During 2020, large amountsof public money werespent on measures aimed at enabling service providers to comply with public health advice. Some approved acute mental health care facilities were judged to be not suitable to provide a mental health service; the number of such unsuitable facilities is no stated.

Average overall compliance with regulations improved from 78% in 2019 to 89% in 2020. Nevertheless, the fact that 11%of approved centres were found to be non-compliant on a pre announced visit is surely noteworthy.

One in six of the approved centres, where services are provided, were judged on pre announced inspection visits to be unclean, 58% lacked maintenance and decoration and 11% had no programme of maintenance. Lack of space for residents was an issue in a third of the centres visited. The importance of good ventilation of buildings is being stressed during the COVID pandemic, but one in five mental health buildings were judged to be poorly ventilated.

The Inspector can inspect any mental health facilitythat is underthe direction of a consultant psychiatrist but is not an approved centre,but the Mental Health Commission has no enforcement powers in relation to these facilities because they are not regulated under the Act. It is an indictment of the slowness of legislative change in relation to mental health services that a large number of service users reside in accommodation that is unregulated.

The Annual Report of the Inspector states in relation tothe increasing elderly population –“we are currently not providing a nationwide, comprehensive mental health service for elderly people. Wehave highly trained and committed specialist clinicians, yet we have only 66% of the recommended specialist teams which themselves are staffed at an overall level of only 54%of the level recommended”. One of the nine HSE CHO areas has 75% of the staffing level recommended whileanother has only 31%. Acute beds provision for olderpeople here is poor relativeto neighbouring health care systems. For example, we have only 1.2 beds per 100,000 of population.compared to 9.7 in Northern Ireland and 15 in Scotland.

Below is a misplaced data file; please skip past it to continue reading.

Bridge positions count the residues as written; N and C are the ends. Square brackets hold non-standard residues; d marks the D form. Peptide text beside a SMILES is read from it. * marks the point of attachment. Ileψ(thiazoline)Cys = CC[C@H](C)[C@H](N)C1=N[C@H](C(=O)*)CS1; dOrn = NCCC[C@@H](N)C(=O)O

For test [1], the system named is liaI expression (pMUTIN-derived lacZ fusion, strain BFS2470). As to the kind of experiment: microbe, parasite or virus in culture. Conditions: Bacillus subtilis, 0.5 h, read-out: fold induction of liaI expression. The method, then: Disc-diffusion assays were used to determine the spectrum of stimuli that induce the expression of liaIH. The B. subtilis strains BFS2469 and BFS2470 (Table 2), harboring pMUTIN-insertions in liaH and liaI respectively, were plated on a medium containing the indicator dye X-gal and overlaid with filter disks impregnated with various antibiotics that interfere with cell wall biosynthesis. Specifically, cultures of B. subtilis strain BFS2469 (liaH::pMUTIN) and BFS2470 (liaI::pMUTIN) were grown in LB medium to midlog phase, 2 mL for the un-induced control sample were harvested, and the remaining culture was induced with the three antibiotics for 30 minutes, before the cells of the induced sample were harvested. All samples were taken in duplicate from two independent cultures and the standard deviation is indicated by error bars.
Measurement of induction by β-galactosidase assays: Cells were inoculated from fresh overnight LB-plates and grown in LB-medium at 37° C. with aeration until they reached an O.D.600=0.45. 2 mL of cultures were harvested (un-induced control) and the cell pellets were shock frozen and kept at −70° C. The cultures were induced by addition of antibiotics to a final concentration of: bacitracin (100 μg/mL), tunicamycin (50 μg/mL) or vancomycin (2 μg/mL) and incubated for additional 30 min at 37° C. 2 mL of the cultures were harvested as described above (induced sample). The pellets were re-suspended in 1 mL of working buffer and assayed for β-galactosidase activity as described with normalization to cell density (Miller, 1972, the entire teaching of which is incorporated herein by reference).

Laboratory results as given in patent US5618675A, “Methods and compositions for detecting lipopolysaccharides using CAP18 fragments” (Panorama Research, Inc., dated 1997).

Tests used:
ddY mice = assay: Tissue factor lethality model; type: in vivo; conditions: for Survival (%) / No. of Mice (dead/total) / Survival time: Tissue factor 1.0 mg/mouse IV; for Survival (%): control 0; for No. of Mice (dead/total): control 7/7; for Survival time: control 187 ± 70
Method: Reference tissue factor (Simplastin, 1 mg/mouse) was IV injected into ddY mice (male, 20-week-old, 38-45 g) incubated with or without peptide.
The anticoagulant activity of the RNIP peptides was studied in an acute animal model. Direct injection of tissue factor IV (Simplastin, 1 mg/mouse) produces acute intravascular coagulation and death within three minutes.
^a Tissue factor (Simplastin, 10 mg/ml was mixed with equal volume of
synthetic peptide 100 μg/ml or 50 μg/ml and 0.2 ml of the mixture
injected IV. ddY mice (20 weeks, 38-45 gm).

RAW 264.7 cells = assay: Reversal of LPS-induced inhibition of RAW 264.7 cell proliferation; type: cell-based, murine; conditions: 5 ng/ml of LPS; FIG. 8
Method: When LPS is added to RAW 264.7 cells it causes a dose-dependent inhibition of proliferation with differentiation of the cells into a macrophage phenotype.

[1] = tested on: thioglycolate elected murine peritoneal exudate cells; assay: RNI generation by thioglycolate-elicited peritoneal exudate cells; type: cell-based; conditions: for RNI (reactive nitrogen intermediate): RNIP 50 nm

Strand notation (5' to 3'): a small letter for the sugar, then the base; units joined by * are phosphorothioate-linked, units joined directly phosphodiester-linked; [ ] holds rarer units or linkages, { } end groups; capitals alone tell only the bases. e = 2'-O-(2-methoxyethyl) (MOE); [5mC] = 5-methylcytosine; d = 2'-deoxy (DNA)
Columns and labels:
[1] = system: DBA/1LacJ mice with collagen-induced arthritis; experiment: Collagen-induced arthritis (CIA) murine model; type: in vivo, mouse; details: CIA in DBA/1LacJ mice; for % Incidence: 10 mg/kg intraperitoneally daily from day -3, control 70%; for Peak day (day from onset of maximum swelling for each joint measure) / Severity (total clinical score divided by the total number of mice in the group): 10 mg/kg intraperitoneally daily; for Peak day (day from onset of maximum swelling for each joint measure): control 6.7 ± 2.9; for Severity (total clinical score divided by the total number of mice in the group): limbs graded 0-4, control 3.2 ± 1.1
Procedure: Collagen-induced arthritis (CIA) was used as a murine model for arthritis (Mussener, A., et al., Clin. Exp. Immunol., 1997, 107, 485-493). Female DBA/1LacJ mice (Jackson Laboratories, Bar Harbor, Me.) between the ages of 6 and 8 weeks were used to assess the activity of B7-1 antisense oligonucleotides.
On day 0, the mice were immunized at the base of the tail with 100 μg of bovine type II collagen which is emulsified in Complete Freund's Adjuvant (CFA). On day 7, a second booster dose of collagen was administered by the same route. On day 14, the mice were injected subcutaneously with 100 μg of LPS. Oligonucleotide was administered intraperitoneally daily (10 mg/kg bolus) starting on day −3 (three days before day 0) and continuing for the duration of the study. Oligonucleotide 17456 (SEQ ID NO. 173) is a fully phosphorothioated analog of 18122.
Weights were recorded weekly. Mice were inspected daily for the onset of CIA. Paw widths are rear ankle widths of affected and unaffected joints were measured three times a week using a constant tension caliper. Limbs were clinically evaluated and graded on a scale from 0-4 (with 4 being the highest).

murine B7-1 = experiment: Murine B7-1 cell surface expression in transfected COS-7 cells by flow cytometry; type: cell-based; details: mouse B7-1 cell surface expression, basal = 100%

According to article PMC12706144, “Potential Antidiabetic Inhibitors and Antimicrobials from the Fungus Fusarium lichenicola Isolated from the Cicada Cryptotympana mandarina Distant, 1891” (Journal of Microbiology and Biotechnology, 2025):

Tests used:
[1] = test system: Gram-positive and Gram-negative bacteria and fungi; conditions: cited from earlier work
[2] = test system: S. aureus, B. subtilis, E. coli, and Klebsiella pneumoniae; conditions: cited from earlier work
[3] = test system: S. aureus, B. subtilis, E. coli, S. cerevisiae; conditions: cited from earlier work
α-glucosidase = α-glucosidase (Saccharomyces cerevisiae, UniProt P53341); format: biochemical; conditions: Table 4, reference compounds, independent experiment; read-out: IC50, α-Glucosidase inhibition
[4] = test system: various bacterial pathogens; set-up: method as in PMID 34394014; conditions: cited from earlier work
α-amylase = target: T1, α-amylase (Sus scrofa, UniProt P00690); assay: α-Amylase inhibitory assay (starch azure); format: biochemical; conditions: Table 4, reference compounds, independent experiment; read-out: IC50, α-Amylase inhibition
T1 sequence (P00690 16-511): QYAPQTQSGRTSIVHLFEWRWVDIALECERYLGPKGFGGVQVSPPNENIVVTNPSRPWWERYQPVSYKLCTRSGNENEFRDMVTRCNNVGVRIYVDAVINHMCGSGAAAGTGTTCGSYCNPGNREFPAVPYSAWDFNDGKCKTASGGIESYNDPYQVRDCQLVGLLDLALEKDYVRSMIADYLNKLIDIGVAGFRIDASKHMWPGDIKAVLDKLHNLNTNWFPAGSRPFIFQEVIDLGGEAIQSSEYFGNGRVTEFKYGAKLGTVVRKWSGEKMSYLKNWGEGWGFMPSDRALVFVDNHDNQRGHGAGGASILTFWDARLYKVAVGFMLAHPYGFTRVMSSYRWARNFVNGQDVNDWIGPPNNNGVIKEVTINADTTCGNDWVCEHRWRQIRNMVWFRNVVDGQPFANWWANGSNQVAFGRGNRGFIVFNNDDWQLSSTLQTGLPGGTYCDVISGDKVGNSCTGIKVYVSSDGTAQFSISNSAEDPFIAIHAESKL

The ordinary meaning of the word regulation denotes obligation rather than guidance; in the case of our mental health services it appears that the latter interpretation is the preferred approach of many approved providers even where statutory entitlements are concerned.

That outlook may be a consequence of funding levels not matching service needs, of serious disparities between service regions,resulting in serious staffing shortages, inadequate staff trainingin some, poor working conditions, it would appear, in premises that are unfit for purpose and poorly maintained. The powers of the regulator are, it seems, noton a parwith those of the regulators of other health services in Ireland. Most mental health services delivered in residential care settings here are provided directly by the HSE, acting as commissioner and service provider. Thatis a very good reason why theauthority of the Regulatorand the Inspector ought to enable them to act in the best interest of the users of mental health services irrespective of the status of the provider.

The experience of the Regulator, Inspector and providers of services during COVID-19 ought to be invaluable in informing the reforms that shouldbe introduced as a matter of urgency.

“There is nothing consistent in this world but inconsistency” JonathanSwift.